Unintentional design and digital hate

Our Director of Design, Rich reflects on unintentional design, and how seemingly innocent frictionless acts can have real-world consequences.

We live in a world where our unconscious actions can have a real and tangible effect on many people.

So much of our digital lives are driven by frictionless actions: a like, a share, a signature. Yet behind every click is the potential to support or harm.

Today, I was reminded of the effects of unintentional design and the spread of hate.

A UK Government Parliamentary petition was created to “Remove LGBT content from the Relationships Education curriculum” in schools, and rapidly spread through social media.

The dangers of frictionless acts

Frictionless acts make it easier to share information quickly. But these acts have consequences. The lived reality of this technical marvel is something much darker and dangerous. It’s easy to spread hate.

The result is that people are harmed and the hard-won rights of marginalised groups are continually questioned and debated. And LGBTQ+ people are reminded of the transient nature of their situation.

Equity is something yet to be achieved by LGBTQ+ people. Our rights are something that can still be given and taken away, depending on the prevailing political discourse. We’re never truly free.

A photo of Rich Prowse in 1999This photo captures a moment from my life at university in 1999. At the time, I was experiencing bouts of severe depression.

As a gay man born in the late 70s, I grew up under the shadows of AIDS and Section 28 which stopped schools from talking about LGBTQ+ people.

I learned that my love was less or wrong. I should be tolerated or not exist. I quickly internalised the homophobia of the outside world, and turned that inward to self-destructive thoughts and behaviours.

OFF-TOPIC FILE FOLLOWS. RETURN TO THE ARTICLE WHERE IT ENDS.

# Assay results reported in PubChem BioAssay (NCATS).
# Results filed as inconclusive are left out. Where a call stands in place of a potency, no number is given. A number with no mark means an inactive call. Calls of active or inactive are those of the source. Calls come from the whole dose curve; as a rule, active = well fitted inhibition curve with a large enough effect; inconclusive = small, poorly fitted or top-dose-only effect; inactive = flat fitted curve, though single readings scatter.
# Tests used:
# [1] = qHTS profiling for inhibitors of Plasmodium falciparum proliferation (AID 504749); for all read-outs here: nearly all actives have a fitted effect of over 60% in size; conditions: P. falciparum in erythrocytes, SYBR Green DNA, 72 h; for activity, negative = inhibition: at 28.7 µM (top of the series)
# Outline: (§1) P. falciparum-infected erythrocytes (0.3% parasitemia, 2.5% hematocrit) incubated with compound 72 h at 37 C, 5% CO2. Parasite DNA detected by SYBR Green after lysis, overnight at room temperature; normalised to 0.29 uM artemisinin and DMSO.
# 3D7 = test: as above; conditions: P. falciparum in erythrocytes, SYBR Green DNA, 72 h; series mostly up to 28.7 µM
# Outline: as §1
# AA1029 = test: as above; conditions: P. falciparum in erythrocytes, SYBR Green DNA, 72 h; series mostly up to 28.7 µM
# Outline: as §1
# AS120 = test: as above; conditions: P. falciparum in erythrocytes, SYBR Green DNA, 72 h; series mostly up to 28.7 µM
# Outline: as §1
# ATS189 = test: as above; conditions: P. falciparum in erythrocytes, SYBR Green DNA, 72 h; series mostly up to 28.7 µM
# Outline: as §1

My teenage years were stolen from me. I could not live and love in the same way as my friends.

Hate spreads further and faster

The hate and violence I experienced was limited to a small group of people who mimicked their friends and family. Today hate is no longer limited to a physical location: it can spread quickly, anywhere, anytime, anyone. One click, one like, one share at a time.

Algorithms help to accelerate the spread of lies about the LGBTQ+ community and reinforce them by showing more similar content. The consequence, more hate, violence and suffering.

Intentional and unintentional design

Design is never neutral. It’s a process involving planning, prototyping, and development with specific goals in mind, which can have both intentional and unintentional outcomes.

As designers, we spend a huge amount of time thinking about the content we write, the interfaces we design, and the processes we develop. Often, we fuss over insignificant details at the expense of more important issues.

A screen shot of Twitter dialogue adding friction to the sharing processExample: Twitter adds friction to the process of sharing information

We forget that the digital and physical worlds interact. And when they do, the effects are potentially toxic on some of the most marginalised and vulnerable people in our society.

As designers, we need to spend more time thinking about the consequences of our work. Similar to architects who have to consider the safety of people who use their buildings.

The same applies to our work. We need to take responsibility for not only what we create, but also its potential effects. We need to design with intent.


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